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Is Scotland’s strike momentum slowing?

by Ozva Admin
Is Scotland’s strike momentum slowing?

Finally some good news on the strike front: NHS staff in Scotland decided not to stand down after voting to accept an improved pay offer from the Scottish government. The deal means healthcare workers will get pay increases ranging from £2,205 to £2,751. But this isn’t an offer to end all strike threats just yet: Nurses and physiotherapists have yet to decide whether to stop the strike after the latest government offer.

For now, Nicola Sturgeon hails the announcement as a victory: SNP health secretary Humza Yousaf, who has faced calls to resign as NHS waiting lists continue to grow, welcomed Unite’s decision and Unison to accept the ‘record payment offer’. More than 60 percent of Unite the Union members voted for an improved wage offer, and 57 percent of the turnout voted to cancel the industrial action, meaning the planned strikes would affect the Ambulance Service of Scotland, as well as the Scottish NHS in general. , It has been canceled. Ambulance drivers in Scotland will not be on strike this winter.

The agreement shows that the Scottish government “is no longer [taking] NHS workers for granted,’ said James O’Connell, Unite the Union’s chief negotiator for Scotland’s NHS. Unison’s health committee chairwoman, Wilma Brown, echoed O’Connell’s comments, saying her union’s vote “was not a victory for the government, it’s a warning.”

What does this mean? Well, the concerns of the workers have not evaporated. It’s worth noting that just over half of union members voted in favor of this latest salary offer. There are plenty of NHS staff left who feel let down. Offers of better pay help, of course, but there remains a staffing crisis in the health service that desperately requires attention. This understaffing contributes to an increased workload and a slower progression from the A&E doors to the discharge forms. This delay, in turn, is linked to the blocking of hospital beds. All the problems facing the NHS are so cleverly interlinked that solving one in isolation doesn’t make as much of a difference as one might hope.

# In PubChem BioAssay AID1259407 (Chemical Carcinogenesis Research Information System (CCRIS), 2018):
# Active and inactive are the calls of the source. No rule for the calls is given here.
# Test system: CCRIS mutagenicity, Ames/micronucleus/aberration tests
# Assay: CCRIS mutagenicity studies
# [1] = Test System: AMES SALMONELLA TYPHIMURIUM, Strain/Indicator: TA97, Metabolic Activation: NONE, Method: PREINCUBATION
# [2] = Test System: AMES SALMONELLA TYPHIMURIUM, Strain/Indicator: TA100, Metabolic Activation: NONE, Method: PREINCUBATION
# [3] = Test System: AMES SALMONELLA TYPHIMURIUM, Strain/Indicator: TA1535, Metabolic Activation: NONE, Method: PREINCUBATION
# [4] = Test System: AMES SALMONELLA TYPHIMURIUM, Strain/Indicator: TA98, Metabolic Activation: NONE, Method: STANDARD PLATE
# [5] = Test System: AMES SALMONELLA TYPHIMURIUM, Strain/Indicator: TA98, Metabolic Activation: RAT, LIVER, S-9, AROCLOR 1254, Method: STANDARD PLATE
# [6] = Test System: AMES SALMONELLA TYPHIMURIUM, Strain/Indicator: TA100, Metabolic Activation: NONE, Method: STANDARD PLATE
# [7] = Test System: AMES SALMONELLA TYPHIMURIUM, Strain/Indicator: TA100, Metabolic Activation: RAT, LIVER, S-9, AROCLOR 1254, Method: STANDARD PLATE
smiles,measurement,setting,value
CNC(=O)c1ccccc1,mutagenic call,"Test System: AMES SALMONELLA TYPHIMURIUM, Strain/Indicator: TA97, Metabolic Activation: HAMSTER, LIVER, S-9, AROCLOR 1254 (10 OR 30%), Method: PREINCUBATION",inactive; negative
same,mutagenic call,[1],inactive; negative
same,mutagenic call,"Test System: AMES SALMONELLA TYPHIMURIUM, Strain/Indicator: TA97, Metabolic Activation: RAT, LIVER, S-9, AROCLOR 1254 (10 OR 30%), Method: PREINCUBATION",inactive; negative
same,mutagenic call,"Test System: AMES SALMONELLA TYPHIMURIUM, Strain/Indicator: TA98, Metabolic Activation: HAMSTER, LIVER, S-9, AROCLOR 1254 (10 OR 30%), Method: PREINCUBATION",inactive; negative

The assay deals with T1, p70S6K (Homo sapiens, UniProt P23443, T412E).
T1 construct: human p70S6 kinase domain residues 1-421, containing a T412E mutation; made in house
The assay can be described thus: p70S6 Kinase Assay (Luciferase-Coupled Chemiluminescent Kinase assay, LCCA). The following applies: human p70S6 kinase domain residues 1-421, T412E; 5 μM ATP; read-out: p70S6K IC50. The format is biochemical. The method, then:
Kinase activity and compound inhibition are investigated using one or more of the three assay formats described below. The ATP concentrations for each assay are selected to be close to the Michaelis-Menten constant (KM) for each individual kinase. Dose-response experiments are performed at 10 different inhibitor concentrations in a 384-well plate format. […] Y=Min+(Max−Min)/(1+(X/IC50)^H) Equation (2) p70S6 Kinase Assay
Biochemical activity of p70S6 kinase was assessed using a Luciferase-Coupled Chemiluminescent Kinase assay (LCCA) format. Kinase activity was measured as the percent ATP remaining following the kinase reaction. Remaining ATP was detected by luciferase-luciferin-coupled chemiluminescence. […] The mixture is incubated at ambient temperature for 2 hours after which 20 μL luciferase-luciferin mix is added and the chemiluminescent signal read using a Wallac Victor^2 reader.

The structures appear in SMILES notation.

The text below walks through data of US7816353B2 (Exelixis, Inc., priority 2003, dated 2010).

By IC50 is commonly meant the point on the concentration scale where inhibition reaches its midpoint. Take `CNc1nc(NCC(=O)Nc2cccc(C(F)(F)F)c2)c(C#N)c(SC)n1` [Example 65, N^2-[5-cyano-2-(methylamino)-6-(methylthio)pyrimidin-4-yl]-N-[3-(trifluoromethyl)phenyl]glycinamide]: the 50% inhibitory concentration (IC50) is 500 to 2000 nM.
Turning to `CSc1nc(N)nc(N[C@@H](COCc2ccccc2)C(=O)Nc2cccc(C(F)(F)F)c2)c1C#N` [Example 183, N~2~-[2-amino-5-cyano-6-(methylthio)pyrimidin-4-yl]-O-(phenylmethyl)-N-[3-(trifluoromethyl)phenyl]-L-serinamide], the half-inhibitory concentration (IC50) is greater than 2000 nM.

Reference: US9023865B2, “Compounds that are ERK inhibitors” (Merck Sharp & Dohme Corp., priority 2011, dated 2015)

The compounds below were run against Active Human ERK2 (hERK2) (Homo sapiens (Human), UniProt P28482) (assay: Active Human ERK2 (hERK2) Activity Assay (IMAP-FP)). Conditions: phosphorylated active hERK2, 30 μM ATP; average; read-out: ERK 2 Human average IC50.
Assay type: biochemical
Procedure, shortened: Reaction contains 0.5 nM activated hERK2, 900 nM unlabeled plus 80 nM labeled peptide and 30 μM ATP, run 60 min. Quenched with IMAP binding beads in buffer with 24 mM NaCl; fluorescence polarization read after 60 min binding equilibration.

On a brighter note, concerns that Category 2 patients (those suffering from heart attacks and strokes) would face severe delays getting to the hospital after calling emergency services, in addition to record wait times at A&E. , fortunately they can be unfounded. The NHS is already facing a terrible few months, given the cold weather and post-pandemic delays, and striking staff would no doubt add to its burden. Any victory here is something to celebrate. A leaked report shows that the government can even recruit volunteers to help with the workload and cover for striking staff, as I wrote in Recently.

But volunteers are not enough. You have to make compromises. As the snow falls all around us, it is abundantly clear that this winter will be harsh. Hospitals are already forecasting another surge in patient numbers as the cost-of-living crisis collides with winter’s freezing temperatures and viruses. Properly trained medical staff is required if we are to truly turn our backlog of patients around and deal with a winter admission. This means retaining the staff that you already have in the health service, working with them constructively rather than standing still, but also recruiting more.

It’s good news, of course, that Scottish ambulance drivers aren’t leaving. But there’s not much to celebrate: the strike vote for the Royal College of Nurses closes on December 19, and the vote for young doctors to take labor action will take place in early January. Elsewhere in the country, meanwhile, the RMT has just rejected its latest wage offer: it means train staff will go ahead with two 48-hour strikes this week.

So today’s news is a victory for NHS workers and concerned patients, but it is a small one. A more candid discussion is needed, on both sides, if we are to see any kind of health service work this Christmas.

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